Kuntara and Lee [18] analysed the “Weak-Form Efficiency in Currency Markets” and found that the currencies trend and technical trading rules produced statistically and economically significant profits resulting in weak form foreign exchange market inefficiency. The study used a new database of currency futures for 1975-2006 that included old and newly liquid currencies. The findings from the recent data are contradictory. The profitability of trend following eroded for major currencies and their associated cross exchange rates around the mid-1990s. Newly liquid currencies after 2000 do trend, however, just as major currencies did in earlier years. The evidence is consistent with early weak-form inefficiency followed by vanishing trends as traders learn and adapt their strategies.

Ibrahim et al. [19] investigated the weak-form efficiency of the foreign exchange market in thirty (30) Organization for Economic Cooperation and Development (OECD) countries. They employed Augmented Dickey-Fuller (ADF), Philip-Perron (PP) and Kwiatkowski-Phillips-Schmidt-Shin analysis to examine for the unit root. Using weekly data for the period 2000 to 2007, the results for weak-form efficiency using ADF and PP tests indicated that the exchange rates studied followed random walks. The current value of the exchange rate cannot be predicted using its past values and was consistent with the theory of EMH.

[7] examined the weak and semi-strong form efficiency of four of the seven foreign exchange markets of South Asia; namely, Pakistan, India, Sri Lanka and Bangladesh; using three bilateral foreign exchange rates-USD, GBP and JPY for a period of 5 years starting January 1995 to December 2010. Results indicated that all four foreign exchange markets were consistent with the weak-form of the Efficient Market Hypothesis. However, the results provided evidence against the semi-strong version of the Efficient Market hypothesis.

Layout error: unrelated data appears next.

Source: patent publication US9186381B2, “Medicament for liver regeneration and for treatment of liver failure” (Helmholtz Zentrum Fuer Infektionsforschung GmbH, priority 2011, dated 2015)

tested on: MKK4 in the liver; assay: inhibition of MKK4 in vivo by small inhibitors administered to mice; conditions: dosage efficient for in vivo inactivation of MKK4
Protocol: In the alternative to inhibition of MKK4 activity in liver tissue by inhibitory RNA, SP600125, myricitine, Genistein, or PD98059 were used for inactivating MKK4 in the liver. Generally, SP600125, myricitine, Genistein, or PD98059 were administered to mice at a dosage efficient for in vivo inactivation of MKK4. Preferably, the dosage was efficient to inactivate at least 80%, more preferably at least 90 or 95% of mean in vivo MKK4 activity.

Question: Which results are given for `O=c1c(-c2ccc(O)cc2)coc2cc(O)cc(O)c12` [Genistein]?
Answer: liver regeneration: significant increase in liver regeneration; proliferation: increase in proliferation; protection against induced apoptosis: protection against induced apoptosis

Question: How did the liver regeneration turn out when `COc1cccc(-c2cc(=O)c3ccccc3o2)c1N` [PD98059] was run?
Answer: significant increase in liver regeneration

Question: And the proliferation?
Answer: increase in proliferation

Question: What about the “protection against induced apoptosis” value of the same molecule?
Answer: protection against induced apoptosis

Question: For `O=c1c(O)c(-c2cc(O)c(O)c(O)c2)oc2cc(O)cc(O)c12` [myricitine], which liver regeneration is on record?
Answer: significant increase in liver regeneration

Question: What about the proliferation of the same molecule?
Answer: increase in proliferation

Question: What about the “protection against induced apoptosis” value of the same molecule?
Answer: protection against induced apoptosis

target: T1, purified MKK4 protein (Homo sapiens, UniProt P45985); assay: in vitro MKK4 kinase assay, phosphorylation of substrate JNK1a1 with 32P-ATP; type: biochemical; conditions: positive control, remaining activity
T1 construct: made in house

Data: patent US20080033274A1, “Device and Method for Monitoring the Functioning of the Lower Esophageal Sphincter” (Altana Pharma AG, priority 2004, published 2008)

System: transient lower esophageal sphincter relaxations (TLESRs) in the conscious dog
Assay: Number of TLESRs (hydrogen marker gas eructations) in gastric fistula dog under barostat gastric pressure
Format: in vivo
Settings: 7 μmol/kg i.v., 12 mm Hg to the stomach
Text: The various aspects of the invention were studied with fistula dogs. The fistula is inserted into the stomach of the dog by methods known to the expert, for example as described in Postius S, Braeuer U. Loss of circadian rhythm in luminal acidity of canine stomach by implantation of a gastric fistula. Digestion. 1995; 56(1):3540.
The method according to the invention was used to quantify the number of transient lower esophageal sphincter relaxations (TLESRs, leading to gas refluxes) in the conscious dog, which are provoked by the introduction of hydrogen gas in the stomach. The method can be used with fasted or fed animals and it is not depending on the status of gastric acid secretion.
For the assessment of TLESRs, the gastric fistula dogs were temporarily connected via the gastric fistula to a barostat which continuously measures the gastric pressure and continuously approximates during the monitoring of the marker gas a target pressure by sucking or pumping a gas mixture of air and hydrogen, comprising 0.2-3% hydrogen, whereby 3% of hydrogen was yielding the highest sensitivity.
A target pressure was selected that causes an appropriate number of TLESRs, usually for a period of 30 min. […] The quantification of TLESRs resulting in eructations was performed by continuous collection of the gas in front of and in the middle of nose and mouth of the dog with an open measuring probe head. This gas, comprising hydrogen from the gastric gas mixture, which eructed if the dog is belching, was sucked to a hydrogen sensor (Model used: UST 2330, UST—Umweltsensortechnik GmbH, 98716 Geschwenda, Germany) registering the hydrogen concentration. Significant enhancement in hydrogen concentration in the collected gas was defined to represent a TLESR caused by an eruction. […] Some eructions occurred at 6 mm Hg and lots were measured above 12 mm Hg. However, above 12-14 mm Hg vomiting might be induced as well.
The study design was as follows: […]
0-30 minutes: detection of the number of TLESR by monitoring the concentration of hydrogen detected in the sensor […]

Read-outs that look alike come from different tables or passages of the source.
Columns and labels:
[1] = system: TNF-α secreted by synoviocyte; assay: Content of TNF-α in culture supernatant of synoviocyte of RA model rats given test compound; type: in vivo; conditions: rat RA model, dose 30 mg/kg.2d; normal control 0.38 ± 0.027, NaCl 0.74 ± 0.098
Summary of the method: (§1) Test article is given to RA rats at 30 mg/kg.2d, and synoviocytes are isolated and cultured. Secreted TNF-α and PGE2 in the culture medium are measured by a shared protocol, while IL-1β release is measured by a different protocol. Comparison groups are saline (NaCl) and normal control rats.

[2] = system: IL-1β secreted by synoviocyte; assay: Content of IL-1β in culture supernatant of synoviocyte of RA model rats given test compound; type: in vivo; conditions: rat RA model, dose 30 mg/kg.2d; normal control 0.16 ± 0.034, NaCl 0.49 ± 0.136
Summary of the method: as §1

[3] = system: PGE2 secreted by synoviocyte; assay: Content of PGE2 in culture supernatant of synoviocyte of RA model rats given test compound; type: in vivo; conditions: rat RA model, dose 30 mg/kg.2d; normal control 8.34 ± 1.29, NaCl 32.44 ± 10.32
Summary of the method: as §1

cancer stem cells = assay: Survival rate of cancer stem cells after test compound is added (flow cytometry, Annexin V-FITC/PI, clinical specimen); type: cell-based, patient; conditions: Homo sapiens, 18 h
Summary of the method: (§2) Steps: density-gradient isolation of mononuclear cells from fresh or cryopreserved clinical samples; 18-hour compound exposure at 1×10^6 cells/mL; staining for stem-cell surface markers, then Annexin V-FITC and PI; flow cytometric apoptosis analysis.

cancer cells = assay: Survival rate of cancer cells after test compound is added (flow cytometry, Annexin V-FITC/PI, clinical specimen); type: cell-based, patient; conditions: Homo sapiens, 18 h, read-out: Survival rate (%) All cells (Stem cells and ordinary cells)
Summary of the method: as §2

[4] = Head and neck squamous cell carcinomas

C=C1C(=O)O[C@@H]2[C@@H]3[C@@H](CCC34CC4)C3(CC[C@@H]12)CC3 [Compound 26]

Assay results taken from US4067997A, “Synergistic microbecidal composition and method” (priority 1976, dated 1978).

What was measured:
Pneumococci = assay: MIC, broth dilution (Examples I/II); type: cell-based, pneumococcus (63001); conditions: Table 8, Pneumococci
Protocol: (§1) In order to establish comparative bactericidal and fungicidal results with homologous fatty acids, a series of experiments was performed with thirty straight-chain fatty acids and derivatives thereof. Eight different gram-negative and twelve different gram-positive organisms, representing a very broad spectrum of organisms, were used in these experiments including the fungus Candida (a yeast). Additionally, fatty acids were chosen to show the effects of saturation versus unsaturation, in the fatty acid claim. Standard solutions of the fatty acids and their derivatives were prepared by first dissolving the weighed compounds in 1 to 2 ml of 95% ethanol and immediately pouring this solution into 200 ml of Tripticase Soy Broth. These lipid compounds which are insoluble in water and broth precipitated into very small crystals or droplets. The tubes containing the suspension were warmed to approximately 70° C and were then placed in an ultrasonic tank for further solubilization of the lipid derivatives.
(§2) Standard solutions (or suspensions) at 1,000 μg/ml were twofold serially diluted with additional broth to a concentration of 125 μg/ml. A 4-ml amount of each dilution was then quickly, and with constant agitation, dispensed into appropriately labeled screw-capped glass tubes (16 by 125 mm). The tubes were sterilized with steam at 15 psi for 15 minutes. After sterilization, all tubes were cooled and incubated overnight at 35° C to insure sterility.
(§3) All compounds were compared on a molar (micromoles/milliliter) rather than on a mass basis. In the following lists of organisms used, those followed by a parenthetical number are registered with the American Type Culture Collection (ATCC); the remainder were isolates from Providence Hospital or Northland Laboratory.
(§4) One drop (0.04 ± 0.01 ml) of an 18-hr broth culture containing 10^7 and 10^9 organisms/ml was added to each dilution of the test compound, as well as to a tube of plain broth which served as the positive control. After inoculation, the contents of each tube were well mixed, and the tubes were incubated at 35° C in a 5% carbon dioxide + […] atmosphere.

Dinica et al. [20] analyzed the efficiency of EUR/USD market through the application of a trading system. They used a genetic algorithm based on technical analysis indicators such as Exponential Moving Average (EMA), Moving Average Convergence Divergence (MACD), Relative Strength Index (RSI) and Filter that provided buying and selling recommendations to investors. Results indicated inconsistency in finding a set of trading rules. Strategies that achieve very good returns in the training period showed difficulty in returning positive results in the testing period, this being consistent with the efficient market hypothesis (EMH).

Sing and Sapna [21] examined the weak form market efficiency in five stock exchanges of Asian countries. The data used consisted of daily, weekly and monthly closing values. The results of the run test stated that the Bombay stock exchange (BSE) and Singapore stock exchange (STI) do not follow random behaviour in case of daily prices. In case of monthly price, BSE has been found weak form efficient. Further, the results of autocorrelation and Ljung-Box test revealed that all stock exchanges under study follow random walk behaviour in case of monthly and weekly prices except BSE.

[12] examined the efficiency of the Mauritian Foreign Exchange market by using daily observations for USD for the period July 2001 to July 2014. The randomness of the Mauritian Foreign Exchange market were tested by employing the parametric test-Augmented Dickey-Fuller unit root tests and the nonparametric tests-Phillips-Peron unit root test and Kwiatkowski-Phillips-Schmidt- Shin. The unit root tests revealed that the Mauritian foreign exchange market was weakly efficient indicating that the values for earlier period could not be used to forecast the present values of the exchange rate.